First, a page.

In part two of the "Attributes" series, I take a look at the center position, and give readers some insight as to what separates the good from the great ones.
Interior offensive linemen are thought of as the grunts of the NFL. They do all the hard work, and don't hear their names called unless they make a mistake. They are also among the leagues lowest paid players by position, but this does not diminish their importance to a team. Unlike their partners to the outside, offensive center and guards often work in conjunction with one another to accomplish the same goals: keep the quarterback from getting hit and open holes for the running backs.
Centers: The center is the leader of the offensive line. You will see that centers are often amongst the smartest members of a football team (just ask Matt Birk). The center is responsible for making the line calls, and blocking adjustments pre-snap. Not only are they asked to adjust the scheme accordingly, but they also must take on the teams nose tackle in a 3-4 look, double team, or tandem block along side the guards, or get to the second level to cut off a linebacker.
In pass protection, the center, if left uncovered, is asked to keep his head on a swivel, and help with any defender who may come free, or any player left unaccounted for on a blitz or stunt. In the running game, they need to be strong enough to move a 340 pound defensive tackle, and quick enough to scoop a gap defender.
Will Montgomery - Some services had Montgomery rated high for his play in 2012, but I had my reservations. Monty does not have the best anchor, and can be man-handled against a bull-rushing defensive tackle. He's not at his best when asked to take on defenders one-on-one. His quickness is adequate, but not stellar. He can struggle when asked to get to second-level defenders, and often takes poor angles on quicker linebackers. He will give up too much ground on scoop and reach blocks, often finding himself two yards into our own backfield. He is at his best when he is a secondary blocker in a tandem scheme, or is providing help in pass protection.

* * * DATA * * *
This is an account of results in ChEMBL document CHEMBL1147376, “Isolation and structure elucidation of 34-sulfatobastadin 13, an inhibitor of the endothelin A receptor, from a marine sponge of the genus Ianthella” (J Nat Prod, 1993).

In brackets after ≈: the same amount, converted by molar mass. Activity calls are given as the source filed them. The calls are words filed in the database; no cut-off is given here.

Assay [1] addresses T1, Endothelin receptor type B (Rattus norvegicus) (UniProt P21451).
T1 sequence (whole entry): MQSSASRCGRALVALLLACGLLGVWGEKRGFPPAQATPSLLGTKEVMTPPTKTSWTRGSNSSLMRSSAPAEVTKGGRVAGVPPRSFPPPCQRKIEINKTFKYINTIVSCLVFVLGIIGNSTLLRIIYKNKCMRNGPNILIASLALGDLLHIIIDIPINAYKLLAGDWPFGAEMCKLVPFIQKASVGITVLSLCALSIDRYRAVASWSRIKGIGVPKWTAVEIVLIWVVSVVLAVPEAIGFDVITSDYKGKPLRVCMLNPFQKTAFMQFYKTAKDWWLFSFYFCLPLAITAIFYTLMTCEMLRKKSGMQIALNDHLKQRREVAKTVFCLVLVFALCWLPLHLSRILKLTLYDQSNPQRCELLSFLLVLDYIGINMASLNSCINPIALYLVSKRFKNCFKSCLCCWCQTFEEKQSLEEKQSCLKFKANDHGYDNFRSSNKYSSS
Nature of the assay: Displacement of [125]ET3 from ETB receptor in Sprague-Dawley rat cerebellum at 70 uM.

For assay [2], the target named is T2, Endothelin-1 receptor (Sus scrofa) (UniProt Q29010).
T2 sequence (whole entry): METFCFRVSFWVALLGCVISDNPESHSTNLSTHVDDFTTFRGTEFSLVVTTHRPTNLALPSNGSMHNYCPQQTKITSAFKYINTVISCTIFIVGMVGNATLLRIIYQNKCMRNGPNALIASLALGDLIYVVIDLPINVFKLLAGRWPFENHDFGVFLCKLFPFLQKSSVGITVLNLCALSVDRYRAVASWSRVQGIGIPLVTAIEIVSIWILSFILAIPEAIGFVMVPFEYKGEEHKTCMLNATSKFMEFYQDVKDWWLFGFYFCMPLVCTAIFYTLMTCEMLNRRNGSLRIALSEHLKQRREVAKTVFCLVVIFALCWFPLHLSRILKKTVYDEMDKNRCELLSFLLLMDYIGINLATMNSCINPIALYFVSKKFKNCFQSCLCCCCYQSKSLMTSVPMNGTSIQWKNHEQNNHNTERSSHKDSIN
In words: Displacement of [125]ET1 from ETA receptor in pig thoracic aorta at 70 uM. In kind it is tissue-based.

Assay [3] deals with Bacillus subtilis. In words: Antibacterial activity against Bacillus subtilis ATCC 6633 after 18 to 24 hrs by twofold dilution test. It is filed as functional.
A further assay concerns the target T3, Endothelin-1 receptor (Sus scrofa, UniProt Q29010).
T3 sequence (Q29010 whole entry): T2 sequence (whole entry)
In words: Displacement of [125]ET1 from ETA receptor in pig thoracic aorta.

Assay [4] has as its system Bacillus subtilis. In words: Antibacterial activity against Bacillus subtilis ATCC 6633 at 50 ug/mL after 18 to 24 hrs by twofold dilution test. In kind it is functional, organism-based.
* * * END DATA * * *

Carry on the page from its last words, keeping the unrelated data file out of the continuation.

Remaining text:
Josh LeRibeus - LeRibeus is more natural at guard than he is at center, but he has the attributes of a good center. He has a compact torso, thick, powerful legs, and very good hands. He sets his base well, locks onto defenders, and is strong enough to create movement in one-on-one situations. He possesses surprising ankle flexion for a man his size, and this helps him to be quick and explosive in short areas. LeRibeus also has a mean streak, which would become an asset at the position. The one area I have not seen is his ability to make, and adjust line calls. If he can excel in this area, he has the makings of a quality starter down the road.
Adam Gettis - Gettis is another guard prospect who may see some time at center. He has a very compact build, excellent leverage, and good strength for his size. He best attribute is his quickness off the snap, and determination to play until the whistle on every play. Like LeRibeus, I have not had a chance to see how he handles line calls and adjustments, so I say he's still very much a work in progress, although I do like his potential for the future.